San Francisco, Calif.: Two questions:

1. What do you think the chances are for any diplomatic breakthroughs in Israel?

2. What are our realistic military options in this situation, given that the Russians have proved that a ground war in Afghanistan if fruitless, and given that Bin Laden can probably remain in hiding indefinitely?

Jack Germond: I am totally pessimistic about peace in the Middle East, and almost as pessimistic about our chances of success in dealing with the Taliban.


Bethesda, Md.: If you feel like naming names...

What pols you've covered have had the greatest disconnect between in-person likeability and public face? I'm curious about extremes--kind and gentle in person but a tough guy in public, and vice versa.

Jack Germond: Al Gore is a good example -- he could be charming in private, but always seemed to want the presidency too much -- to the point that he allows himself to be bent out of shape as a public performer.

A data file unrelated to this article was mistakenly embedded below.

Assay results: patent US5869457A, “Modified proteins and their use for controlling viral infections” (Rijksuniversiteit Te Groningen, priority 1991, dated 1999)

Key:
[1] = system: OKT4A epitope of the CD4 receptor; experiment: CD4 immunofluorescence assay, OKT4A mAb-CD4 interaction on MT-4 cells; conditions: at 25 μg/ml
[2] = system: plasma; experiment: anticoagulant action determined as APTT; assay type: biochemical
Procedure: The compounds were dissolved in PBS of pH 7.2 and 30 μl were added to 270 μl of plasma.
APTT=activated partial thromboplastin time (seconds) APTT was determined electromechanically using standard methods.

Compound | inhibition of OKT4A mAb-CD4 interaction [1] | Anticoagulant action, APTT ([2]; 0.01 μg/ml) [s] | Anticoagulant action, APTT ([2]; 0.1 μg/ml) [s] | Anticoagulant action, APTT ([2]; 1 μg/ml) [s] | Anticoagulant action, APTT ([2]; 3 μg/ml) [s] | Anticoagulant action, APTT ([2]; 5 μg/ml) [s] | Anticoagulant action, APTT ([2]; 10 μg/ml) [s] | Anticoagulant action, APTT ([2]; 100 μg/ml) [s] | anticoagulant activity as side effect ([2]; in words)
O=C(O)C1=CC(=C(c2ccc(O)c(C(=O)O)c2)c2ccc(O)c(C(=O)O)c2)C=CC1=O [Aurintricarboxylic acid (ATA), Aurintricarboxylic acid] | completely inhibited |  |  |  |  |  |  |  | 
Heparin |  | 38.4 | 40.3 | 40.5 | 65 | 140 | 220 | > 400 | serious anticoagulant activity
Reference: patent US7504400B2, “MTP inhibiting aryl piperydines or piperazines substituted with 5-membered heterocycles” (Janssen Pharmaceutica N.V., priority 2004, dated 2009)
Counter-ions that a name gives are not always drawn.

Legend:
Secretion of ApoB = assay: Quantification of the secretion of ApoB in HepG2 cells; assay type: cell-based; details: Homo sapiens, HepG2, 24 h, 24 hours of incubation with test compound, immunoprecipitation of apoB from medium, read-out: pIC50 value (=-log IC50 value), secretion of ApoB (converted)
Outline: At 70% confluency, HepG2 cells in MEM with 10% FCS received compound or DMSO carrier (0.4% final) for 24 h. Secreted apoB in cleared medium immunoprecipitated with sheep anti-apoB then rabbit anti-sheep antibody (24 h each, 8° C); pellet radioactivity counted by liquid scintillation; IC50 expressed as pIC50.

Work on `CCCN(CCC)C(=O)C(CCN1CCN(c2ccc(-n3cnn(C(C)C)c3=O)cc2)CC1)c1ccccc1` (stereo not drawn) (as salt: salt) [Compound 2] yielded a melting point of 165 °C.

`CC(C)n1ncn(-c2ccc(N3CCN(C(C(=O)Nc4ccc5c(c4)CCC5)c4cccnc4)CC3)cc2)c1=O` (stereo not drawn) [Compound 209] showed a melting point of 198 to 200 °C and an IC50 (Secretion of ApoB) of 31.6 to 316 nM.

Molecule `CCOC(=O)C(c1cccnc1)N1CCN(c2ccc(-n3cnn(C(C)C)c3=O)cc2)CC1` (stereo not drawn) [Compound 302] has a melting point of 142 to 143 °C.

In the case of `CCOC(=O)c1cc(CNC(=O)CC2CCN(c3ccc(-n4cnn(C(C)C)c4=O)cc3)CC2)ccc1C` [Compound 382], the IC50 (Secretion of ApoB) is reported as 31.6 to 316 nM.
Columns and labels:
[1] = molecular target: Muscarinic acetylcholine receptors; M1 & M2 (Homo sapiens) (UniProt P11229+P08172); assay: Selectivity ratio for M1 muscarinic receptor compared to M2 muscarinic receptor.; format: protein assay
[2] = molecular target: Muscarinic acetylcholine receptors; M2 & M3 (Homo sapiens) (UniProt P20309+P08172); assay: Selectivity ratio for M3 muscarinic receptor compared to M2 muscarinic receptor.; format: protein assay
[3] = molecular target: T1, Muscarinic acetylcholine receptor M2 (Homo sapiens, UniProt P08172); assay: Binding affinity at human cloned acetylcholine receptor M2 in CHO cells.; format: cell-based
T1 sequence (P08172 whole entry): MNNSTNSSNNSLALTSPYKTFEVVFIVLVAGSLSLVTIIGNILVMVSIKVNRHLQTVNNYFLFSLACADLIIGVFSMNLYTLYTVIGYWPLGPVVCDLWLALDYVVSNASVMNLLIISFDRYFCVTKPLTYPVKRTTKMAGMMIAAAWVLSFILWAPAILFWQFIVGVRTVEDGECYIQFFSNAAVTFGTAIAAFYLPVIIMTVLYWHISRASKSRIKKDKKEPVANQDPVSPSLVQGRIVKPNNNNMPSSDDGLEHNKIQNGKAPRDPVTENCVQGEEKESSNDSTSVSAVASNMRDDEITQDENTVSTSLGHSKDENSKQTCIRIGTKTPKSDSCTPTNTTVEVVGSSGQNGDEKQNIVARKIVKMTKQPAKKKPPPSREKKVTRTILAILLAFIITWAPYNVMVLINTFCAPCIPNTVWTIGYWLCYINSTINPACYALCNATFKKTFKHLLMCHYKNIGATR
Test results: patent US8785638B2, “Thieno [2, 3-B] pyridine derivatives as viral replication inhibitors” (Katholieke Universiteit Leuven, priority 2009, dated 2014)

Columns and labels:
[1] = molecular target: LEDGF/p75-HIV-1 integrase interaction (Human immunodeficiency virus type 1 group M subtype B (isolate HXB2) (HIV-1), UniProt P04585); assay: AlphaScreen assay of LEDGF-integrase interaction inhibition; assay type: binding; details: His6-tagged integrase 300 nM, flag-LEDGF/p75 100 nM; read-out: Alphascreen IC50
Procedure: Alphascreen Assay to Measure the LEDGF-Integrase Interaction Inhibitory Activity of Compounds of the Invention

Bob Levey: Jack, you're joining us today from your home in West Virginia, which is a lot closer to heaven than Washington is ever going to be. Serious question: Would your perspective on the last week be any different if you were joining us today from an overheated press room someplace inside the District of Columbia?

Jack Germond: I've been into Washington two or three times in the last week, and what has surprised me is that the response to the whole situation is about the same here in West Virginia as it is in Washington. I expected that it would be much more relaxed out here and it is not.


Silver Spring, Md.: We have to remember, we didn't elect (?) an orator. We didn't elect a dashing Robin Hood. We didn't elect a smooth-talking con man like Clinton. We elected a president -- a man with a war to fight now. And so far in this role he has been superb. If he is not the world's best speaker, so what?